This is a generally accepted term meaning to charm, enchant, or bewitch by the use of the eyes. The charm is usually something pleasing to the beholder. The term comes from Latinfascinare meaning to enchant.
The term dates back to ancient Greece and Rome. Examples of it are the wish of Theocritus when he desired an old woman to be him so she could spit and cause his illness to go away (see Spittle); or, the complaint of Menalcas (in Virgil) that some evil eye had fascinated his lambs.
The Romans who were always wishing to enhance the power of the host of heaven and to overcome the misfortune of their ills adopted the god Fascinus to worship. He was a numen (presiding spirit) whose ritual was entrusted to vestal virgins, and his phallic attributes were hung around necks of children and on victorious chariots.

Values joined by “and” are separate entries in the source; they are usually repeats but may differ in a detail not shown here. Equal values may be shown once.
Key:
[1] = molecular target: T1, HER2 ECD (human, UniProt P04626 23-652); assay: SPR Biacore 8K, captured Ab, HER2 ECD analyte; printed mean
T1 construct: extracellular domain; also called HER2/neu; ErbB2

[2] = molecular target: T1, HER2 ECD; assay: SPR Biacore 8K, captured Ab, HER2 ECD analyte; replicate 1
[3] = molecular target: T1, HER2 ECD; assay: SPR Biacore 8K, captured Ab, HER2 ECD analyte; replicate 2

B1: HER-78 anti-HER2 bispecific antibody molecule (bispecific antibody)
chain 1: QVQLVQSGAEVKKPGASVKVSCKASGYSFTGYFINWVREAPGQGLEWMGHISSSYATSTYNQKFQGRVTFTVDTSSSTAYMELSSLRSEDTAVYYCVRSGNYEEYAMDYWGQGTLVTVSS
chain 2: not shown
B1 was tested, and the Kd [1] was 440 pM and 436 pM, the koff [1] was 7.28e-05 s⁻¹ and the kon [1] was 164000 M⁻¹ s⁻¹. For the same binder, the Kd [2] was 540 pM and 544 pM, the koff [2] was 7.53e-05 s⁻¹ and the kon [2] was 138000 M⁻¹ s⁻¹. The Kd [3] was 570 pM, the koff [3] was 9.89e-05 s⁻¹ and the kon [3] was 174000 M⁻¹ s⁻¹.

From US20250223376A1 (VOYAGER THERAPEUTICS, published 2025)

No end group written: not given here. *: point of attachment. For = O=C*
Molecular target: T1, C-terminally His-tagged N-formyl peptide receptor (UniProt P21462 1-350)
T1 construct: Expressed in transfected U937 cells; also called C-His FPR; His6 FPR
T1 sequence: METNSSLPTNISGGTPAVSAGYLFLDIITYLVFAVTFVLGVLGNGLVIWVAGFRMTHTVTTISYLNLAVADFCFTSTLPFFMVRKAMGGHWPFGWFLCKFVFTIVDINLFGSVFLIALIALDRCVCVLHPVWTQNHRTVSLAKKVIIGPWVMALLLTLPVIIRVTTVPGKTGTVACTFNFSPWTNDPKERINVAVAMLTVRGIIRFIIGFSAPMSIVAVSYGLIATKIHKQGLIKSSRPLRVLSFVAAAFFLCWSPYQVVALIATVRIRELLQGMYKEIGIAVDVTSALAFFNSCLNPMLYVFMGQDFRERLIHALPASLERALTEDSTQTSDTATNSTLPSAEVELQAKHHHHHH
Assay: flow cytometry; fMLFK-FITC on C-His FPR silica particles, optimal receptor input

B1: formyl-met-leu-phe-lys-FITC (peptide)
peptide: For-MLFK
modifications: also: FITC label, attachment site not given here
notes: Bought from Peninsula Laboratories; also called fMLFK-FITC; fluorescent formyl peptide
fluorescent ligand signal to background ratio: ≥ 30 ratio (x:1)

Del Rio, the Jesuit authority on witchcraft in the 16th century, wrote a short on fascination in which he categorized it as such: “Poetica seu Vulgarus” (that resulting from obscure physical causes, which he treated as fabulous), “Philosophica,” which he considered to be contagion, and “Magica” to which he heartily assented.
Fascination is mentioned numerous times throughout history. More recently it has been mentioned in association with animal magnetism and Mesmerism. In Mesmerism fascination seems to be exhibited when the operator gazes into the eyes of the subject to place him in a trance. Although this phenomenon has been observed, it arouses skepticism because a subject can also gaze at a fixed or bright object and go into a trance.
Fascination has also been observed in animals and reptiles. There are cases where snakes fascinate birds. A.G.H.
Source: 9, 570-572.